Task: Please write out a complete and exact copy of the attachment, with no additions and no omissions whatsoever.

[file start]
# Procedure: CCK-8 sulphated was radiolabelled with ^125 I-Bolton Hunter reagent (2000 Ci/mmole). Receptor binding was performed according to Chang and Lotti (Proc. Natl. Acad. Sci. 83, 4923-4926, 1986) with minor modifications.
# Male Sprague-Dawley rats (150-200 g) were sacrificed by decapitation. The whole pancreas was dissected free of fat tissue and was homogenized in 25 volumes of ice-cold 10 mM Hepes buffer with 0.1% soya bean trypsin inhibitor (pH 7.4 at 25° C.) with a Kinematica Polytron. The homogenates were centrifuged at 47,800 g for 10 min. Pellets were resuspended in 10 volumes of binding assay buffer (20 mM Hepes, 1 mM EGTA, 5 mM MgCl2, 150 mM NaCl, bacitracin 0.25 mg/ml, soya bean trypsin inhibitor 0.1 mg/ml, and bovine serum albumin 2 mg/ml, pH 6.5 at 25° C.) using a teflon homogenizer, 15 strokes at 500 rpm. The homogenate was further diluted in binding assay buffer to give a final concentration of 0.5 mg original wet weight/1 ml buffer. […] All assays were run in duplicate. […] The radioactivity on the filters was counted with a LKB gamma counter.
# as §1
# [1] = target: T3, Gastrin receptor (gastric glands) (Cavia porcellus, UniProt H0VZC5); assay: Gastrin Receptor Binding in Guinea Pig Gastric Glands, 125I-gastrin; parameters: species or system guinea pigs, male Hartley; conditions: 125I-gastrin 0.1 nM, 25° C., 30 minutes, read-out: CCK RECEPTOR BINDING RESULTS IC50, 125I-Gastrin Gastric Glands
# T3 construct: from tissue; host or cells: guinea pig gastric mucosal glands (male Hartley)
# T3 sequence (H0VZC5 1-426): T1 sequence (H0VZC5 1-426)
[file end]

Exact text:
# Procedure: CCK-8 sulphated was radiolabelled with ^125 I-Bolton Hunter reagent (2000 Ci/mmole). Receptor binding was performed according to Chang and Lotti (Proc. Natl. Acad. Sci. 83, 4923-4926, 1986) with minor modifications.
# Male Sprague-Dawley rats (150-200 g) were sacrificed by decapitation. The whole pancreas was dissected free of fat tissue and was homogenized in 25 volumes of ice-cold 10 mM Hepes buffer with 0.1% soya bean trypsin inhibitor (pH 7.4 at 25° C.) with a Kinematica Polytron. The homogenates were centrifuged at 47,800 g for 10 min. Pellets were resuspended in 10 volumes of binding assay buffer (20 mM Hepes, 1 mM EGTA, 5 mM MgCl2, 150 mM NaCl, bacitracin 0.25 mg/ml, soya bean trypsin inhibitor 0.1 mg/ml, and bovine serum albumin 2 mg/ml, pH 6.5 at 25° C.) using a teflon homogenizer, 15 strokes at 500 rpm. The homogenate was further diluted in binding assay buffer to give a final concentration of 0.5 mg original wet weight/1 ml buffer. […] All assays were run in duplicate. […] The radioactivity on the filters was counted with a LKB gamma counter.
# as §1
# [1] = target: T3, Gastrin receptor (gastric glands) (Cavia porcellus, UniProt H0VZC5); assay: Gastrin Receptor Binding in Guinea Pig Gastric Glands, 125I-gastrin; parameters: species or system guinea pigs, male Hartley; conditions: 125I-gastrin 0.1 nM, 25° C., 30 minutes, read-out: CCK RECEPTOR BINDING RESULTS IC50, 125I-Gastrin Gastric Glands
# T3 construct: from tissue; host or cells: guinea pig gastric mucosal glands (male Hartley)
# T3 sequence (H0VZC5 1-426): T1 sequence (H0VZC5 1-426)